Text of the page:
ninth symphony films - movie reviews


DIRECTOR  -  michael hoffman

RATED  -  pg-13

GENRE  -  drama

LENGTH  -  109 minutes

RELEASED  -  22 november 2002

DISTRIBUTOR  -  universal pictures

OFFICIAL SITE  -  the emperor's club

ESTIMATED BUDGET  -  $12,500,000
the emperor's club - a shot from the film


buy the dvd from the emperor's club at

buy the dvd from the emperor's club at

about a passionate and principled Classics professor who finds his tightly-controlled world shaken and inexorably altered when a new student walks into his classroom.

based on a short story called, "the palace thief."


picture from the emperor's club

picture from the emperor's club

picture from the emperor's club


two out of four possible stars

If a movie could succeed on the performance of one actor alone, The Emperor's Club would certainly fit that bill. Kevin Kline does his level best in his role as an overly serious prep-school teacher to convince his audience that his character is capable of a range of emotions that should bring the audience closer to its collective student. And though the sappy exterior of the story sometimes overwhelms the very simple (and verbally stated) theme of the film, even non-fans of Kevin Kline can appreciate what he brings to the screen.

It's a pity that a full-length movie can bring so little insight to the viewer into the many lives of the characters in this film, and it's probable that this stems from the fact that this film originated as a short story. While it is entirely possible to create a film full of insight into its characters, Emperor's somehow misses that boat. It certainly becomes moving in areas, especially in its closing minutes, but after one hundred and nine minutes, one cannot help but feel the journey taken is not as in-depth as it should be. There is some inspiration missing in this film and it probably comes from a lack of finesse in the script.

The creation of a simple story with a singular theme can make an interesting film, but this movie just doesn't say enough in its time allotted. Is it too much to ask that a film filled with the quips and phrases of Greek and Roman scholars include some intelligence created in the here and now? The research done to add relevant scholarly text to the script seems to have overtaken the real human-interest of the story. So much more could have been done with the emotional arcs of the characters. While none of the actors who play Kevin Kline's students are easily recognizable faces to begin with (at the time of this film's theatrical release), still none of the characters they play are vibrant enough to create a lasting impression.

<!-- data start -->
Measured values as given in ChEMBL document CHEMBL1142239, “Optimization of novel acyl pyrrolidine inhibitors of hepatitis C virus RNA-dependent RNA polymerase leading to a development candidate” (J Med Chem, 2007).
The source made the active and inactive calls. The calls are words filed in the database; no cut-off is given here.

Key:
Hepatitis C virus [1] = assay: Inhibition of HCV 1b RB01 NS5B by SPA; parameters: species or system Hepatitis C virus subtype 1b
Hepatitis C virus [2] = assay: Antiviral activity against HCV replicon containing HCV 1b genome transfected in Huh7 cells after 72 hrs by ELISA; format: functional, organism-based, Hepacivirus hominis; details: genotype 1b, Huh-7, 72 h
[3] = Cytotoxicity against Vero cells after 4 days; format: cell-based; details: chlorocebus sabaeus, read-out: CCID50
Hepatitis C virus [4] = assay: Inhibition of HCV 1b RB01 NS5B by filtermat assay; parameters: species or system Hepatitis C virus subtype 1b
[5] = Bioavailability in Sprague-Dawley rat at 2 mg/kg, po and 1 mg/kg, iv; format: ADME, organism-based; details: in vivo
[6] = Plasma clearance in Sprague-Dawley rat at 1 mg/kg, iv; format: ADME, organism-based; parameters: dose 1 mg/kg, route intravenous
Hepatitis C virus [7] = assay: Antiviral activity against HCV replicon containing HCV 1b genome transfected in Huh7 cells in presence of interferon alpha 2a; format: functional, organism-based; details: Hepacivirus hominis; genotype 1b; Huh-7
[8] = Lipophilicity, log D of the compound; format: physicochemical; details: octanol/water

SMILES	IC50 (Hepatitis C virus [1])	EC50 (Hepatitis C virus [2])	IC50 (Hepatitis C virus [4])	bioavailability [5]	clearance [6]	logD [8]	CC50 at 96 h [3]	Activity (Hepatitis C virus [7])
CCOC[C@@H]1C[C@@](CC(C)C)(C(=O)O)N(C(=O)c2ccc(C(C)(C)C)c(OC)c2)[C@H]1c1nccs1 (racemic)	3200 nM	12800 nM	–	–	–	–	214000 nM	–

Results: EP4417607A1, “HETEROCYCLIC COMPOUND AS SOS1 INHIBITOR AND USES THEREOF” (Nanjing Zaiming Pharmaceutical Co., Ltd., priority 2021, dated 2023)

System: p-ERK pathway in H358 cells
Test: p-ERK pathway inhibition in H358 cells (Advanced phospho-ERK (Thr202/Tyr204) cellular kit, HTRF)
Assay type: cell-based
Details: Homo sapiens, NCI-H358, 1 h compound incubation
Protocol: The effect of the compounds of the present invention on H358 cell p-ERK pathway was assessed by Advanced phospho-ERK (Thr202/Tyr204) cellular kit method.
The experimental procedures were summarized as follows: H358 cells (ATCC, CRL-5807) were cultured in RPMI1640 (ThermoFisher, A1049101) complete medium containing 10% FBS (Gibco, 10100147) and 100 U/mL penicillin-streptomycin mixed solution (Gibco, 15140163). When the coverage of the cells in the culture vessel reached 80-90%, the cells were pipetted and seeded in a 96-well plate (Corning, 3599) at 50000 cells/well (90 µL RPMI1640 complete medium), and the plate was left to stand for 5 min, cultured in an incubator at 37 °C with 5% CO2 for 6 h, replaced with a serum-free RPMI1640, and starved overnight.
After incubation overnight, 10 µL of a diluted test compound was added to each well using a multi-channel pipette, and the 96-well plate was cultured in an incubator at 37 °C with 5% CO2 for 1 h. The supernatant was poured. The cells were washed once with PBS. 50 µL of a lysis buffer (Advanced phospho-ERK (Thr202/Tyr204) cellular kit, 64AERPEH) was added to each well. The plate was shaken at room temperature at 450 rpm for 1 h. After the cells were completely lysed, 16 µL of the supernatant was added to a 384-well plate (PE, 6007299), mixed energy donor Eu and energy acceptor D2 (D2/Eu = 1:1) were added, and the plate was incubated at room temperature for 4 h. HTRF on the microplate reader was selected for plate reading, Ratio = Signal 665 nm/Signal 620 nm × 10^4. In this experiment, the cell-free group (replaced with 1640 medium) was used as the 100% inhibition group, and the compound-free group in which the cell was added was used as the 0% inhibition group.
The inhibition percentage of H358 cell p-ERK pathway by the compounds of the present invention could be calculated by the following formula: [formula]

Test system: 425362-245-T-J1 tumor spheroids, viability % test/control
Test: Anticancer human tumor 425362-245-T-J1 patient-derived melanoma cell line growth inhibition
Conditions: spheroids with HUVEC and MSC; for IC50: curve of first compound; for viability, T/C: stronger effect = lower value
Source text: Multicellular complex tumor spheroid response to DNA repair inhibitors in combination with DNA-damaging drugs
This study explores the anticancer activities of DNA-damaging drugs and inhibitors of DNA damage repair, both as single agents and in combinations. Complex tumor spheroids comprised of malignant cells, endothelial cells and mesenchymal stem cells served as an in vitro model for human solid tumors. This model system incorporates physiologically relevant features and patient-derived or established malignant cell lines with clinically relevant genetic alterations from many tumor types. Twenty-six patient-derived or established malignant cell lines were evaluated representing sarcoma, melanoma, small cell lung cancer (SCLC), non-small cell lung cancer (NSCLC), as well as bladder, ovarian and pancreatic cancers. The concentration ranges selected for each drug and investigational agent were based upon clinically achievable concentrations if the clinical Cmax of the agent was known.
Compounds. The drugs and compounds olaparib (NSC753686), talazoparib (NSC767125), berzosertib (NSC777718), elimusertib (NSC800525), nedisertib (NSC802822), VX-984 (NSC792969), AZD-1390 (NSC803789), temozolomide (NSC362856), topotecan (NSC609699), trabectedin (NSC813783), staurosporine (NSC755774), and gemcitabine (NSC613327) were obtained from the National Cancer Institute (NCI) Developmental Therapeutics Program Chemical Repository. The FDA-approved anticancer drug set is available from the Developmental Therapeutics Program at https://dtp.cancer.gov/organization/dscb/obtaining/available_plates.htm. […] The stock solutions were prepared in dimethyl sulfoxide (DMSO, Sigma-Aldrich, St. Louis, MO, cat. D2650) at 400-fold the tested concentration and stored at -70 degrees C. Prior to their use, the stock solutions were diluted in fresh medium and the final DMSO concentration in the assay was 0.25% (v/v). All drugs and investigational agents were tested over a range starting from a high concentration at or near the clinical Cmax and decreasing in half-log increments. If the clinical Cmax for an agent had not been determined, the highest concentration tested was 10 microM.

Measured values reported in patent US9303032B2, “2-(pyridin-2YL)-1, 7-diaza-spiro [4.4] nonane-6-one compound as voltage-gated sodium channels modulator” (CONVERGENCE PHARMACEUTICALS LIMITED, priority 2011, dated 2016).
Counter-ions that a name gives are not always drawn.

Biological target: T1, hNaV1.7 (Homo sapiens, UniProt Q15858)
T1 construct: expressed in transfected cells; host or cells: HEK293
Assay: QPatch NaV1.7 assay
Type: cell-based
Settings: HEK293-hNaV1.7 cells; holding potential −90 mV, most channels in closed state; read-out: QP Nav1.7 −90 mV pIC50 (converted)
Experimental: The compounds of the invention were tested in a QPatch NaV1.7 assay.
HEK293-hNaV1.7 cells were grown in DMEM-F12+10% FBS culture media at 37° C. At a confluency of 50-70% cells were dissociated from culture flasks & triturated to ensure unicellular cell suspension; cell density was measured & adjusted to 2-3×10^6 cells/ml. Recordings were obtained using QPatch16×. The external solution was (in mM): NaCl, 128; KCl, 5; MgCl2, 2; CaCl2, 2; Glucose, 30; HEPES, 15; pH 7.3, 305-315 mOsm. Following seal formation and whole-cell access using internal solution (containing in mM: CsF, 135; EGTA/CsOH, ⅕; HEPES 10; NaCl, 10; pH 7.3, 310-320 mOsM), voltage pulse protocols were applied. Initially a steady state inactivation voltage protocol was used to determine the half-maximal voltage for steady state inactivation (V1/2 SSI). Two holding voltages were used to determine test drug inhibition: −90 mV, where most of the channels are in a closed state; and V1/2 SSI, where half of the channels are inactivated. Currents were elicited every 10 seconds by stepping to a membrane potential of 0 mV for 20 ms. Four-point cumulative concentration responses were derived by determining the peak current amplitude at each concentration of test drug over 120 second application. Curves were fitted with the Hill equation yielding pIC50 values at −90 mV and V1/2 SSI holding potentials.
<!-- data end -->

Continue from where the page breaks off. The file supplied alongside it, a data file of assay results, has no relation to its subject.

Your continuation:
Emile Hirsch, who plays the "bad apple" in Kline's classroom, has little impressive dialogue and his performance isn't as moving as it should be. And that applies to most of the characters. Itís as if every actor took his or her cue from Kevin Kline's very proper and reserved character when this movie was filmed. But whereas Kline looks emotional even when his character is incredibly buttoned-up, the rest of the cast suffers from too little emotional freedom.

It is hard to ascertain whether this problem stems from the actors themselves or the script, but it is more likely that this failing could have been fixed (or at the very least, alleviated) with additional character development from the supporting cast. The film, above all, is a story detailing the life of Kevin Kline's character, but the people around him aren't always clear enough. Embeth Davidtz, for example, plays Kline's love interest, but the relationship between their two characters is never explored sufficiently. Davidtz and Kline actually have some chemistry with one another, and it would have benefited the film to see them on screen together more often.

As is the case with so many characters in this film. There are certainly no bad performances in this film, in fact each actor does his or her job well, but their faces just fade into the background of beautiful scenery and a powerful score when the movie is finished. And though the cinematography and the music in this film are nothing if not moving, they are no substitute for living, breathing characters. But a further note on the look and sound of the film, James Newton Howard's actual score was used in the trailer, which isn't always the case as studios usually love to use the standard five or six "inspirational tracks" stolen from just a few films to create the preview from the film.

But Howard's score is one of the most intense aspects of the movie and although it was obviously created to pull at the audience's heart-strings during the appropriate moments, it still does the job admirably. Itís just too bad that the performances don't match the drama of the score. Kevin Kline may be at his "usual" best (when is he not?), but there is a conspicuous lack of raw emotion in this film, and that is rather large fault, considering this film is a drama and was created with inspiration in mind. Fans of Kline will be very pleased with his performance, and moviegoers will probably be entertained by this drama, but viewers really shouldn't look too deep into the film to find an inspired meaning to it all, because there isn't one.

Review by Kelsey Wyatt.

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